I would agree with you on the “reasonable interest rates” portion; however, if you are going to give some of your money to your neighbor because they need some and you have extra, are you OK with someone else telling you what you can and cannot charge for interest? It’s a tough dilemma.

            The way it is now, it’s all fiat anyway, so the Fed makes up the prime rate and then everything flows from there. Heck, Japan had ZERO for over a decade and it didn’t help. Turns out that printing money really doesn’t actually help at all.

            Our financial system is broken BY DESIGN. Thank you centralized banking and fractional-reserve lending. Been this way for 300+ years. But no, we have to “fix” health care and/or education… anything but finance.

            (1) 1 Total Votes - 1 up - 0 down
            • Rambunctious says:

              I don’t disagree with anything you said r0y. The government forced loan program gave people a chance to get into the housing market. The trouble was it also required banks to give loans to people that couldn’t pay the money back. The government as usual wanted to spread the wealth around via home ownership and when they do that everyone gets screwed. Now… because of those failed relaxed loan requirements banks have gone too far in the other direction. Regardless of interest rates people with good credit are having a very difficult time in getting approved. That is not their fault…they did not take on a loan they couldn’t repay and now they are out in the cold. I don’t think it’s very fair that many of today’s renters are most likely stuck renting the rest of their lives because others made bad deals.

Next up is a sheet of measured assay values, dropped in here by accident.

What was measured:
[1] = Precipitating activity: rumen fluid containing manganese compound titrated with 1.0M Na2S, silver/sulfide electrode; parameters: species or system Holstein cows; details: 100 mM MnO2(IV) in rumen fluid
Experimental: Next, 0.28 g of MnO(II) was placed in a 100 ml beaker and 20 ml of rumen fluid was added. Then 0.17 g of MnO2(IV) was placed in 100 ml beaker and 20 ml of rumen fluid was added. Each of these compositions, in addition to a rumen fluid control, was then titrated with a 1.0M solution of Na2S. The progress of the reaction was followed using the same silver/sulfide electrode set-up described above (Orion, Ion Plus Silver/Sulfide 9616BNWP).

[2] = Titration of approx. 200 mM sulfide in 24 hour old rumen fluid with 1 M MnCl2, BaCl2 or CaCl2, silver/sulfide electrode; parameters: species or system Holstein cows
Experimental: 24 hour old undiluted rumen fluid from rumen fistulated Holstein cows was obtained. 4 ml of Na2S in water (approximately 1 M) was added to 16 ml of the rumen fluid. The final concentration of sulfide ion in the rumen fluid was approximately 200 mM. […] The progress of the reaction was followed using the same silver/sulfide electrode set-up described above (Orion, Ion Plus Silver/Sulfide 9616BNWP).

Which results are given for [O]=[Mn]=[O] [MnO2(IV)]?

(2) 2 Total Votes - 2 up - 0 down
              • Sarah Bellum says:

                While it’s technically true that the Housing and Community Development Act of 1992, signed into law by George H.W. Bush, established an affordable housing loan purchase mandate for Fannie Mae and Freddie Mac, the Commodity Futures Modernization Act of 2000, signed into law by Bill Clinton, made subprime lending profitable for the banks by specifically exempting the resulting derivative securities from regulation. The whole idea was to formulate a market based response to the problem of affordable housing. Only a minority of the minority put the blame for the financial crisis exclusively on socialist housing policy. Personally I’m most persuaded by the argument that the housing bubble in the U.S. was part of a worldwide credit bubble unaffected by our domestic policy.

                (2) 2 Total Votes - 2 up - 0 down
                • Rambunctious says:

                  Well…you sound a lot more knowledgeable on this issue than I so let me ask you this…A bubble normally takes a sharp poke to burst. Whom or what in your opinion did the poking?

                  (0) 0 Total Votes - 0 up - 0 down
                • r0y says:

                  Don’t forget, it was the the repeal of Glass-Steagall (Clinton signed that) that REALLY did the damage.

                  Bush may have piled the wood, but Clinton coated it in dynamite and lit the fuse. Needless to say, I do not think there is a difference in parties or presidents (since post-Reagan, anyway).

                  FYI: there is STILL no wall like Glass-Steagall provided… AND big banks have paid off the judicial systems in most states.

                  (1) 1 Total Votes - 1 up - 0 down